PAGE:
"I would never want to cast any aspersions on his character, but [Garrigus] wasn't a real good poet," says Joyce Jenkins, editor and publisher of the literary newspaper Poetry Flash. "I always had the feeling ... that it was almost a joke in the legislature, that it was sort of something they were doing for him, that they thought it was cute that he wrote verse, and it wasn't taken seriously at all."

Secretary of the Senate Greg Schmidt has a more blunt assessment. "Because [Garrigus] was into poetry, they gave [the laureateship] to him. He'd show up once in a while and write something, and everybody would go, 'Way to go.'"

With Garrigus' passing, some in the literary community have ventured hope that the next laureate will be a serious practitioner of the craft of poetry.

Ironically, while Garrigus' death went virtually unnoticed by the press, the death of Illinois poet laureate Gwendolyn Brooks last week has brought an outpouring of remembrances from those inspired by her prolific career. Brooks, the first African American to win the Pulitzer Prize in poetry, had immeasurable influence as a poet--and she held the laureateship since 1968, just two years less than Garrigus.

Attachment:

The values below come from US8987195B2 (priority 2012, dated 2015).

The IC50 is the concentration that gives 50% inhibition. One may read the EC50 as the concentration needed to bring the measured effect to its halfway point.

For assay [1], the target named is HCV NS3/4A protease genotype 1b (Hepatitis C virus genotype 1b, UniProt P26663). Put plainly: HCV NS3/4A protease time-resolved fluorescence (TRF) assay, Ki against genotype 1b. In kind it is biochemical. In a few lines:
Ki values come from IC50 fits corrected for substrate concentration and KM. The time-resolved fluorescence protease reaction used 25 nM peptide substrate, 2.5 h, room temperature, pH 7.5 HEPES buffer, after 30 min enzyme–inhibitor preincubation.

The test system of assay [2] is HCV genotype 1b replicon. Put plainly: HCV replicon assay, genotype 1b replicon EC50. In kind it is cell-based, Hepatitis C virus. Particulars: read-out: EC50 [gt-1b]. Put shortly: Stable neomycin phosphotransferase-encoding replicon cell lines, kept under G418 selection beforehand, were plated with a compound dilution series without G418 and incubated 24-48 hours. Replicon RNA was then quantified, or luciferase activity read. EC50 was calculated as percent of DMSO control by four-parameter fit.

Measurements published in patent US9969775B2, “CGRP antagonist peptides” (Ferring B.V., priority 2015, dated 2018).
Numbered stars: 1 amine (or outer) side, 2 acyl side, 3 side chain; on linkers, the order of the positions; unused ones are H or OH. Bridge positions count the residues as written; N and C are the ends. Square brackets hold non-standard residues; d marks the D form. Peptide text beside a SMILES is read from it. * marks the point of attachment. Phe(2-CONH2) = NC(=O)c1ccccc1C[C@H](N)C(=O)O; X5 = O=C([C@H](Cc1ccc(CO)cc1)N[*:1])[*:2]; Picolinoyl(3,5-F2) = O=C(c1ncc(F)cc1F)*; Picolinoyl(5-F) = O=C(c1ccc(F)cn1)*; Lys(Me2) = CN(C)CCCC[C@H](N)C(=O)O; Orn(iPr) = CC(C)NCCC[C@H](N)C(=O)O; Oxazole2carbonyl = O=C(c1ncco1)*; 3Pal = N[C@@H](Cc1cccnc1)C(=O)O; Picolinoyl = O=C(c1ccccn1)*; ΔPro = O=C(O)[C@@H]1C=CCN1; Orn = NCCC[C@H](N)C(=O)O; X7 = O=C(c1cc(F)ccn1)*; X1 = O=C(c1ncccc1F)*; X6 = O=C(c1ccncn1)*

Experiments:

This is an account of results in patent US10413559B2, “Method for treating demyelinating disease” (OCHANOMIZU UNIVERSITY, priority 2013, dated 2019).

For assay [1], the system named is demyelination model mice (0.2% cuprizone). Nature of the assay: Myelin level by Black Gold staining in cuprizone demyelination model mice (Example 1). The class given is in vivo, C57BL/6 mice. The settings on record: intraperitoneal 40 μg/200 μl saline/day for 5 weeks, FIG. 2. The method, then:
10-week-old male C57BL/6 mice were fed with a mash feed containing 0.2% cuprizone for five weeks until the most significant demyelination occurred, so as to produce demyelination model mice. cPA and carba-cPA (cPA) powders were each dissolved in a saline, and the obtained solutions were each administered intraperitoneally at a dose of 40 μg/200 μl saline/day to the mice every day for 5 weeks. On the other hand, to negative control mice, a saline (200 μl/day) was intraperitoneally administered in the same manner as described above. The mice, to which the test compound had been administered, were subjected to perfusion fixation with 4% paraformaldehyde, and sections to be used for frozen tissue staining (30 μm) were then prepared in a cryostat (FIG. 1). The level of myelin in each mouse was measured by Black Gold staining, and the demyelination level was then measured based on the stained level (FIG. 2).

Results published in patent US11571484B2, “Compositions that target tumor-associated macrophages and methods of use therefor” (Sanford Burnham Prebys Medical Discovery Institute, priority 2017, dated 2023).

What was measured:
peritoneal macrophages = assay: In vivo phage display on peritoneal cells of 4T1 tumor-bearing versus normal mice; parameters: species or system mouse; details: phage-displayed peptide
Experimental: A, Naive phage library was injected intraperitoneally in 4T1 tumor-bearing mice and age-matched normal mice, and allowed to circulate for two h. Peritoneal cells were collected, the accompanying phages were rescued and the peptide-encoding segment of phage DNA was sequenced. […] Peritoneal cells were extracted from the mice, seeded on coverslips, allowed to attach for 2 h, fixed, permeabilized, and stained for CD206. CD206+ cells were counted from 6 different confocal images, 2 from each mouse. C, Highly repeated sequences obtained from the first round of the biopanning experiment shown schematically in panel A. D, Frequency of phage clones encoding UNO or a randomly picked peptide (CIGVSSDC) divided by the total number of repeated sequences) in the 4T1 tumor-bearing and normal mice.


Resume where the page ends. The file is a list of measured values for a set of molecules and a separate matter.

The California Arts Council, a state agency that didn't exist when Garrigus was named, is excited about the prospects for change. "For a long time now, we've been looking at the issue of the poet laureate, and the concept of naming a poet laureate has always had Mr. Garrigus standing in the way," says Ray Tatar, literature grants administrator. "But now--we're working on it."

Charles Garrigus Ode and in the Way: Charles Garrigus' poetic style ran to the hortatory and the hoary.

Photograph from 'California Poems,' Huntington Press

Dead Poets Society

TRADITIONALLY, one doesn't get to be poet laureate of California by being an active poet or a great poet--or even, unfortunately, a good poet.

"One of the interesting things is these poet laureate appointments have been, in the past, really people who are not serious poets of great caliber," says Santa Cruz poet Morton Marcus.

A glance at the four laureates who preceded Garrigus is not exactly a walk through the halls of genius.

California's first laureate, Ina Coolbrith, was appointed to the post by the governor in 1915. Although Coolbrith palled around with the literary lights of her day, including Jack London, Mark Twain and Ambrose Bierce, their way with words did not rub off on her. Coolbrith's verse is about as inert as a cupful of San Joaquin soil (the official state dirt).